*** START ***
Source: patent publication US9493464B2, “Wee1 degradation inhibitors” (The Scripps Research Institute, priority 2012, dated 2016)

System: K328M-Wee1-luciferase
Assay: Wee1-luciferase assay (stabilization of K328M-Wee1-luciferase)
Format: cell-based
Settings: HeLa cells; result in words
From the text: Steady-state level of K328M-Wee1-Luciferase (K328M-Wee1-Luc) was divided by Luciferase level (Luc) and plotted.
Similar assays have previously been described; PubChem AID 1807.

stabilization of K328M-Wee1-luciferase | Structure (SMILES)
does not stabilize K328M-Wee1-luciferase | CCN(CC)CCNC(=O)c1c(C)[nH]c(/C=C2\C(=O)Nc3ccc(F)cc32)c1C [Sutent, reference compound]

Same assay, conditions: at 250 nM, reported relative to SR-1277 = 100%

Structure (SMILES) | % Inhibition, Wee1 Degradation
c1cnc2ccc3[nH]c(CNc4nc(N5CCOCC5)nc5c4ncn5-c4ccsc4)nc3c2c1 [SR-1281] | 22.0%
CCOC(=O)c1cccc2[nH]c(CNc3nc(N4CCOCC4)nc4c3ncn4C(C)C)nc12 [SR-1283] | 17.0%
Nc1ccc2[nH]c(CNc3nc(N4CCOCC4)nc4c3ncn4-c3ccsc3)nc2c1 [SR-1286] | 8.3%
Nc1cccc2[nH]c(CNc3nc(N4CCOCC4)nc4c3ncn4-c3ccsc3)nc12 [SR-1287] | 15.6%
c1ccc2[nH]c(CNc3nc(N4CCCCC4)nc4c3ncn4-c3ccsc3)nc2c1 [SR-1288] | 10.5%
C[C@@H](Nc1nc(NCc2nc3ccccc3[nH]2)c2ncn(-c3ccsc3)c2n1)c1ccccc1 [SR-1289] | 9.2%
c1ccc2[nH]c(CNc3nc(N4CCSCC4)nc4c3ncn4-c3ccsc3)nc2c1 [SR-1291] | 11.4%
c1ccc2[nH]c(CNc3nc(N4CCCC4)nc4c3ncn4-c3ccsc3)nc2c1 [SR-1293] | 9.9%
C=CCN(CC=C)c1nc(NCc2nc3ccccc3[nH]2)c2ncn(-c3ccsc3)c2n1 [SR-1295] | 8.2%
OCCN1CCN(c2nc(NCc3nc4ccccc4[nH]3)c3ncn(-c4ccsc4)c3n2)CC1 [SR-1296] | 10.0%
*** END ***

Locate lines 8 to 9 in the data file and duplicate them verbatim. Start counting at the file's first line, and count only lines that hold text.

stabilization of K328M-Wee1-luciferase | Structure (SMILES)
does not stabilize K328M-Wee1-luciferase | CCN(CC)CCNC(=O)c1c(C)[nH]c(/C=C2\C(=O)Nc3ccc(F)cc32)c1C [Sutent, reference compound]